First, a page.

Monday, November 11, 2013

What We've Lost is Nothing by Rachel Louise Snyder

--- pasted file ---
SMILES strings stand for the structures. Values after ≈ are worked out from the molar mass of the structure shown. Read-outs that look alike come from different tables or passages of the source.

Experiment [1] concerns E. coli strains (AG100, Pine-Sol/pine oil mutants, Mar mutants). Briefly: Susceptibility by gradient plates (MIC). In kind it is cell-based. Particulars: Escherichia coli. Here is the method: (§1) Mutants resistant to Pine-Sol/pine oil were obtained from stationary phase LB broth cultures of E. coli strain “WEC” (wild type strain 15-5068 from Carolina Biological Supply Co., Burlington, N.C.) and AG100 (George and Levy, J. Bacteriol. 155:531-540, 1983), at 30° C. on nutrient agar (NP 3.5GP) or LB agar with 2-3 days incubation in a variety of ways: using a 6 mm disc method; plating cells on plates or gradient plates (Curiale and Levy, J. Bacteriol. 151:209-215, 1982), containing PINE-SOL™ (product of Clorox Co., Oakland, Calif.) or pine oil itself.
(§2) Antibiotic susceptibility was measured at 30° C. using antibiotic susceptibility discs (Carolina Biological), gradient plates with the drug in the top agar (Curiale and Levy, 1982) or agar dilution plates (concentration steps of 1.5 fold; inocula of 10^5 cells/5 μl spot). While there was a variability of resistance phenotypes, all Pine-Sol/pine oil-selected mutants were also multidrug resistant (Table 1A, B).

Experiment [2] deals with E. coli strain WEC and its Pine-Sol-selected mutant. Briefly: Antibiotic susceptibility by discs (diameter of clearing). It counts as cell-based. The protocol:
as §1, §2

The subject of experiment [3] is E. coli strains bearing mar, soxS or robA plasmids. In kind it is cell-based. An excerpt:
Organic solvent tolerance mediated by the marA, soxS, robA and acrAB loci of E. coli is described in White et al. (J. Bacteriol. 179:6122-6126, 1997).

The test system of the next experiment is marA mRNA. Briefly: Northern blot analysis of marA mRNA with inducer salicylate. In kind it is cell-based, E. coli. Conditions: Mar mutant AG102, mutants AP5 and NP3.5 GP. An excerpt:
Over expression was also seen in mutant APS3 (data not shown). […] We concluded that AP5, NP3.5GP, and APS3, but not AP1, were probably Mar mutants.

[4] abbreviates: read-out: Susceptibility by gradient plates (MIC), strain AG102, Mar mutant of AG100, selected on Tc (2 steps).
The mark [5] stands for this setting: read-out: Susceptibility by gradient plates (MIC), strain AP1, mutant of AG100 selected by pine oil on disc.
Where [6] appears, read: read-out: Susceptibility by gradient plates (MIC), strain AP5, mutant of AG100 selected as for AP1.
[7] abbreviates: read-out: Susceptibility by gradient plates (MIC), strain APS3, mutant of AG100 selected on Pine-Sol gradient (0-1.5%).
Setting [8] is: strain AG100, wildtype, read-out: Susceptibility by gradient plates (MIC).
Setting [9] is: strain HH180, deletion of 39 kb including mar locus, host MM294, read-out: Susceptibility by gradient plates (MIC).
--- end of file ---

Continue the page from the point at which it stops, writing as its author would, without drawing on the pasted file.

When the homes in a suburban Oak Park, Illinois cul-de-sac are burgled in the middle of the afternoon, all the residents' lives are thrown off-kilter. Teenager Mary Elizabeth starts hanging out with bad boy Caz. Her mother, Susan, who works at the Oak Park Community Housing Office, has her faith in racial unity questioned. Michael, her father, becomes angry and is sure that the cousins of the Cambodian family in the neighborhood are involved in the crime. Arthur Gardenia, a victim of day blindness, is reminded again of how his illness has isolated him. Sary and Dara, the Cambodians, become convinced that they were robbed because they have ignored their ancestors since they've come to the United States. Taking place over three days, the reader sees the characters' lives spin slowly out of control. Dealing with issues of race, class, and crime, What We've Lost is Nothing would make a good book discussion title.  It will be published in January.

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